First published Christmas 2009; newly updated for Quivering Daughters.
I think I finally figured out what Christmas trees are really about.
A while ago I found a blog article on the subject of our friend Mr. Tannenbaum. Apparently (the author observed) some folks believe that Christmas trees are pagan symbols that the church has adopted in sinful syncretism. They appeal to Scriptures such as Jeremiah 10 to support the idea: the passage describes trees being chopped down, decorated with precious metals, and worshiped by pagans (“A-ha!” chorus the neo-Scrooges).
Knowing a bit about interpreting Scripture in context, I smelled an opportunity to cry “Humbug!” True, Jeremiah describes pagans chopping down trees for idolatrous worship. But it also mentions the trees being “shaped by chisels” into images of false gods like these. Those don’t look much like Christmas trees to me. Anyone for some eisegesis?
The underlying logic is even more significant. Follow it through: Idolaters once used decorative trees to worship false gods. Therefore, anyone else who uses a tree for decoration ever again must only be pagan.
I explained in another article in more detail exactly why this genre of anti-Christmas rhetoric is so absurd. Pagans didn’t make trees; God did. So even if pine trees were once misused in pagan worship, it hardly follows that they must always and for all time be unacceptable to people who believe that “only God can make a tree.”
But when a few outspoken commenters started chiming in to quarrel in favor of that phony interpretation of the Bible, my Spiritual-Abuse-Survivor Sense started tingling. Some people seem inordinately concerned with proving that the majority of Christians are sinful pagan syncretists. Not that I’m in favor of bringing paganism into the church, but somehow that obsession struck me as suspiciously like a warning sign of Spiritual Abuse.
Next time you hear one of these Scrooges, pay close attention to the subtext:
- Everyone who doesn't believe precisely what we believe is unbiblical and pagan! (Exclusivity, dogmatism, spiritual pride.)
- The vast majority of Christians are evil pagans, so you had better stick with us if you want to please God! (Legalism, elitism, manipulation.)
- We have standards that you have to follow if you want to be holy, and if you don't follow them you're an ungodly pagan! (Superiority, shame.)
- Your external actions and displays–whether or not you put up a Christmas tree–are very important. (No mention of the grace of Christ.)
I could go on, but if you know about Spiritual Abuse, you've heard all this stuff before. It's the classic, archetypal sign of abuse, and they're taking the occasion of the birth of Christ to pull it out on us. Forget "Happy Holidays"; here's the real war on Christmas.
But, spiritual abuse awareness aside, what these sorts of people say about the poor pine tree turns out to show the real message of the Gospel better than they know….
The pagans used trees to sinfully honor their false gods instead of the Creator. The devil influenced me to sinfully honor myself above my Creator.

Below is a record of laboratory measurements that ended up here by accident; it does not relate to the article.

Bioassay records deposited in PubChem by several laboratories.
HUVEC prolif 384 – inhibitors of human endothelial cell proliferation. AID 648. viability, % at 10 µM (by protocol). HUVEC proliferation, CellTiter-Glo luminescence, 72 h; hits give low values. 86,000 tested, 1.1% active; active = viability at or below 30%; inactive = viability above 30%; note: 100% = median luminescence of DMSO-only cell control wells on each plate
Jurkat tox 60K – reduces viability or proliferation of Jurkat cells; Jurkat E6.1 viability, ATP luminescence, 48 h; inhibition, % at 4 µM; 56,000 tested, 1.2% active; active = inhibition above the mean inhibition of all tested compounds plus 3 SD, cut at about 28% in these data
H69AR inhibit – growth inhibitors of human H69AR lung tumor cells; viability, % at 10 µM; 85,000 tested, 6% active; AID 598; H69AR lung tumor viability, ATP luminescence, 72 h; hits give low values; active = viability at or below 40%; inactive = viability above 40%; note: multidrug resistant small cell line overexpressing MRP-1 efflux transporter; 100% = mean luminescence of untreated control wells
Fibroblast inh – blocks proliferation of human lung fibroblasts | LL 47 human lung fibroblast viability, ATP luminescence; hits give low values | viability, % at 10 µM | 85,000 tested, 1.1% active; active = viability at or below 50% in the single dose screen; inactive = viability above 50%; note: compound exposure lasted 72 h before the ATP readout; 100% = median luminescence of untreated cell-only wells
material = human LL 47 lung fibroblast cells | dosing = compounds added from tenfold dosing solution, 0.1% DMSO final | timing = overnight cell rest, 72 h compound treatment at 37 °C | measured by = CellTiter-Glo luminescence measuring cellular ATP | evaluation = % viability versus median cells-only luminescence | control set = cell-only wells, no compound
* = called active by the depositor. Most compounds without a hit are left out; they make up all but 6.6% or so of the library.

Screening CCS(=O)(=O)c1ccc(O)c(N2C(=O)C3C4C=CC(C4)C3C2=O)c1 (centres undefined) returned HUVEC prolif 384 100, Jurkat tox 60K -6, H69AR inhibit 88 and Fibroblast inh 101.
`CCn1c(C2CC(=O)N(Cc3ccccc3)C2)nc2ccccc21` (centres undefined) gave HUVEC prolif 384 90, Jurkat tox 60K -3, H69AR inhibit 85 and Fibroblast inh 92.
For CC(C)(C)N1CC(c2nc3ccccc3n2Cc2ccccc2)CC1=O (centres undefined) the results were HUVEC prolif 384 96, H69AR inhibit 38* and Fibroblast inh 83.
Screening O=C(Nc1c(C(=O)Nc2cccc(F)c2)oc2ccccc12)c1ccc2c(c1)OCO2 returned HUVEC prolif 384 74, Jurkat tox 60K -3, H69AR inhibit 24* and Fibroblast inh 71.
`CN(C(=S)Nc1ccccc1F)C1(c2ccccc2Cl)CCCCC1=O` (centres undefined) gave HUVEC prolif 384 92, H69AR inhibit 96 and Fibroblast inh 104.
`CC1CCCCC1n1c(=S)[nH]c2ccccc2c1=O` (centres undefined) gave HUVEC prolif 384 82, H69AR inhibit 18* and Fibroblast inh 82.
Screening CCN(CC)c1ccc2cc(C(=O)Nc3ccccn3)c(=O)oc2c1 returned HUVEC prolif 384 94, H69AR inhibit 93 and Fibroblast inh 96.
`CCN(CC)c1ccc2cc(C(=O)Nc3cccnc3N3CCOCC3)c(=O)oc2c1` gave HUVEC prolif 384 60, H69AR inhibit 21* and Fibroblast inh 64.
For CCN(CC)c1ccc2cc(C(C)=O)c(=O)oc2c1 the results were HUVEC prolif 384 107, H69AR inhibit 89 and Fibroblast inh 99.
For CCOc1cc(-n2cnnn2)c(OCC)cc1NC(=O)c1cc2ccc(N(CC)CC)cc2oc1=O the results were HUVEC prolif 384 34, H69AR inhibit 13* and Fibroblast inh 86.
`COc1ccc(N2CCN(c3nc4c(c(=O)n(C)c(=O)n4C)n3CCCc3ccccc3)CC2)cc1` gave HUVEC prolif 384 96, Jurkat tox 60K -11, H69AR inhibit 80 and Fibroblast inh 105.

The spiritual abusers say that, since the trees were used sinfully, they can only ever be regarded as sinful. They said that about me too.
God says, "It may have been used sinfully, but I made it in the first place. Don't you go calling anything I made unclean (Acts 10). If I made it good in the first place, that means I can make it good again."
At one time the pagans chopped down a tree, cut it into pieces, and hung it with metal to worship their false gods.
But another time some pagans chopped down a tree, cut it into pieces, and with metal, hung something on it that redeemed our souls.
Jesus came into the world at Christmas to be hung on a tree.
Jesus was hung on a tree for the sins of the world, including idolatry.
Because of what happened with that chopped-down, metal-adorned tree, we are free from the rules that say we can only ever be sinful.
Because of what happened with that chopped-down, metal-adorned tree, nobody can ever say that God is about anything other than grace and forgiveness.
Because of what happened with that chopped-down, metal-adorned tree, anyone who looks at a tree now can see not a symbol of idolatry, but an outward and visible sign of the infinite grace of God.
Because of what happened with that chopped-down, metal-adorned tree, anyone who looks at you now can see not a sinner, but someone who has been cleansed and made new by the infinite grace of God.
The devil intended to use that tree for evil. The spiritual abusers say it could only ever be evil. But God used that tree for the greatest good that has ever happened.
The devil intended to use you for evil. The spiritual abusers say you can only ever be evil. But God intends to use you for a greater good than you can imagine.
The Christmas tree reminds us that everything God created is good.
The Christmas tree shows us that everything God does is gracious.
The Christmas tree tells us that you don't have to accept the label that you're only a sinner.
And as for me, anything that makes legalists and abusers that upset is something I'm glad to decorate my house with. The other reason Jesus came into the world, of course, was to annoy the heck out of legalists.